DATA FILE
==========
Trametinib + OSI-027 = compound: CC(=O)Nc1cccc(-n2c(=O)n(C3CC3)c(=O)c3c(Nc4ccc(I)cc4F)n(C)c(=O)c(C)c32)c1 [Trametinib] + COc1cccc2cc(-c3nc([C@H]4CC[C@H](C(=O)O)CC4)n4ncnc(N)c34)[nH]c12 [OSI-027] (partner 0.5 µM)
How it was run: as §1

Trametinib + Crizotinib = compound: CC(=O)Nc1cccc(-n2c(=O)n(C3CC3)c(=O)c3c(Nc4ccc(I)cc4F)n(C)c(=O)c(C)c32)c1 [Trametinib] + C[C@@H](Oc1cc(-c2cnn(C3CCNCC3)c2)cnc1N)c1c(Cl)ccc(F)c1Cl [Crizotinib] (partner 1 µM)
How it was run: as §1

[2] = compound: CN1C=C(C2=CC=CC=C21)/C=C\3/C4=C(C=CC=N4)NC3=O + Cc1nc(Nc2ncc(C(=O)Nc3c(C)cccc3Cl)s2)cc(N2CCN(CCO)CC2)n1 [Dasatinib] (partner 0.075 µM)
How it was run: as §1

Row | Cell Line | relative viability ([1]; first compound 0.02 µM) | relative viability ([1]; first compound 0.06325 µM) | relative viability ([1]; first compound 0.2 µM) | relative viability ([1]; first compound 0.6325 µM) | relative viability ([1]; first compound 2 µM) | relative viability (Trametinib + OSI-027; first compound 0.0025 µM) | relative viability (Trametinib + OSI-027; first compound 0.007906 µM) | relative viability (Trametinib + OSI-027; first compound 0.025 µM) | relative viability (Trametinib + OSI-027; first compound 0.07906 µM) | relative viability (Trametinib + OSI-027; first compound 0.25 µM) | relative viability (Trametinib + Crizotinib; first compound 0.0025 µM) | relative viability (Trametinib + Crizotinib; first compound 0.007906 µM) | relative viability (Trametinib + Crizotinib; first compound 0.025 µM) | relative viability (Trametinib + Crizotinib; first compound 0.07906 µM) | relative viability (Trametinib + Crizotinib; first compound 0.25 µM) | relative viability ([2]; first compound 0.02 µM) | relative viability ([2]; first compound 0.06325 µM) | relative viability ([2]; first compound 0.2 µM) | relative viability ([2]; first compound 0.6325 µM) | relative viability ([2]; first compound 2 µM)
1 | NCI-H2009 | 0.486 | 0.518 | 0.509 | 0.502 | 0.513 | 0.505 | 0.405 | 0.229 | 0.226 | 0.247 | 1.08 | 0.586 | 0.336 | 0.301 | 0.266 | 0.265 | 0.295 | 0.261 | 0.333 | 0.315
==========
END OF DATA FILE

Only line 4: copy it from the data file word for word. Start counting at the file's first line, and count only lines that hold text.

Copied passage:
How it was run: as §1